During the High Middle Ages, episcopal centres grew into vibrant urban communes. Craftspeople, Traders and Merchants developed new forms of social and political organization. Many towns and cities on the Rhine received liberties from emperors and kings or from their episcopal lords. The Jewish communities played an exceptional role in this process. In Speyer, Worms, and Mainz talmudic academies reached Europe-wide fame. Known as ShUM (Shpira, Warmaisa, and Magenza), the three communities wielded great authority in matters of religion, ritual, and Jewish law. They built synagogues and miqwa’ot that became models for such buildings in central Europe.
What roles, what images, and what social standing did the Jewish and Christian women attain in the emerging new forms of social and political organization in the Rhenish cities? Did their status vary according to their cultural and religious identity? How were their roles expressed, and who expressed them? These questions are the focus of an interdisciplinary conference. Its aim is to highlight the role and position of Jewish and Christian women in the medieval urban societies of the Rhineland in view of their social, cultural, and religious aspects and contexts. Particularities as well as intercultural exchange will be discussed, and needs for further research identified.
The conference builds a bridge between the current UNESCO World Heritage campaign “The ShUM Sites: Speyer, Worms and Mainz”, and the State Exhibition “From Charlemagne to Frederick Barbarossa: The Emperors and the Pillars of Power”, to be opened in the State Museum of Mainz in September 2020.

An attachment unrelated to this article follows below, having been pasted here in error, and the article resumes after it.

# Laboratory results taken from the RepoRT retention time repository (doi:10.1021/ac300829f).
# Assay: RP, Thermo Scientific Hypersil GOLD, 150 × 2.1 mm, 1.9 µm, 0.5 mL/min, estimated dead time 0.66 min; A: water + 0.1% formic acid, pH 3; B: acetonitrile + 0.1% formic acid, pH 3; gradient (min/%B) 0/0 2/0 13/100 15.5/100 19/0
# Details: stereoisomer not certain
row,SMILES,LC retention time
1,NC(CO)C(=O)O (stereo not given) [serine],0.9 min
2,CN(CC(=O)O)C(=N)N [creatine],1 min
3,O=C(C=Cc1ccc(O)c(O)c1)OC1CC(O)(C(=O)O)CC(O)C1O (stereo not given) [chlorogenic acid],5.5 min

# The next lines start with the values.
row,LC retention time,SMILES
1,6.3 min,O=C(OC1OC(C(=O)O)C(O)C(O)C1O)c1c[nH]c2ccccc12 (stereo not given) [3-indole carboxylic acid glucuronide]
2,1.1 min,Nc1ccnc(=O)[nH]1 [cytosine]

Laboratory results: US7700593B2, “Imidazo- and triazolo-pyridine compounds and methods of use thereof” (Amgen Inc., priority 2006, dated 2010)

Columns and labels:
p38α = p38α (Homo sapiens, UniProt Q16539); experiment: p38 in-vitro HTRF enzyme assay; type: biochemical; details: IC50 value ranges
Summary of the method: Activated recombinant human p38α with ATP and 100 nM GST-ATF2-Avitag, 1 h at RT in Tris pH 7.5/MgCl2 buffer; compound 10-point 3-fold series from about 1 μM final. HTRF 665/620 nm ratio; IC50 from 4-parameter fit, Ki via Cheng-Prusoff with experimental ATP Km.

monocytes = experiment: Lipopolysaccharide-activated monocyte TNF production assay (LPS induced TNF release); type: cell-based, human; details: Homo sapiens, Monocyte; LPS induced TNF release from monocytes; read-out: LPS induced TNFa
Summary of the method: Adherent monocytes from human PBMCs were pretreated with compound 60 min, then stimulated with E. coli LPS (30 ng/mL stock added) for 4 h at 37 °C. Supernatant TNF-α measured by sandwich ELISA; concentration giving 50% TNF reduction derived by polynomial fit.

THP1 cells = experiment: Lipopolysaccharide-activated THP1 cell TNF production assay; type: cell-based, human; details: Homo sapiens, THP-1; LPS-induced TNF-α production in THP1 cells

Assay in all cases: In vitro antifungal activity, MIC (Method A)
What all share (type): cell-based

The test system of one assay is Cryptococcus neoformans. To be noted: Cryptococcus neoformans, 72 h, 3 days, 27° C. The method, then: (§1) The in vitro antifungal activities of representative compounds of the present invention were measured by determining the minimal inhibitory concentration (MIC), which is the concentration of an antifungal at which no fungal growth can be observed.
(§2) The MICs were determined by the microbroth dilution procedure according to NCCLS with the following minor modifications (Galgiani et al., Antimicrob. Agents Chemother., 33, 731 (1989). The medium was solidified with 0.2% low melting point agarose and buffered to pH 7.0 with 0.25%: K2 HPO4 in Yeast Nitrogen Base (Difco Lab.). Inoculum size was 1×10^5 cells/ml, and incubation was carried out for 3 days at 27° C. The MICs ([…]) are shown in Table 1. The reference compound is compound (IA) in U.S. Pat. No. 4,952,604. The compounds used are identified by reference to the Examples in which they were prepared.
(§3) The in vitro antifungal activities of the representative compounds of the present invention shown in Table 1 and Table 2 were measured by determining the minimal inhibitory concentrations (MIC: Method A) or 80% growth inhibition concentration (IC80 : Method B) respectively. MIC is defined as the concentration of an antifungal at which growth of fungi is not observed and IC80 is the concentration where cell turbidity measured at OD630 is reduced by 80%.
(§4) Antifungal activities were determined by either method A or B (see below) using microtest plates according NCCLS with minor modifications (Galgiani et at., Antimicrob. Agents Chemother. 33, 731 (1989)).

The organizers call for papers dealing with the following thematic fields:
- The roles of women in the towns and cities of the Rhineland
- Women in the emerging new forms of social and political organization
- Comparative studies on the roles and standings of women in the different cultural contexts
- Religious role-models and experiences of Jewish and Christian women
- The self-images of medieval Jewish and Christian women
- Daily life and economic activities
- Images and self-images of women in contemporary sources
- Expressions of women’s roles and self-image in art, architecture, and literature
- Teaching gender in historical exhibitions
Please submit abstracts for papers, which should last no longer than 20 minutes. Papers are accepted in German and English. The organizers aim to cover the travel and accommodation expenses. A publication of the papers is previewed.
Please send your abstracts and a short CV by 31 March, 2019, via mail to
We are looking forward to receiving your proposals.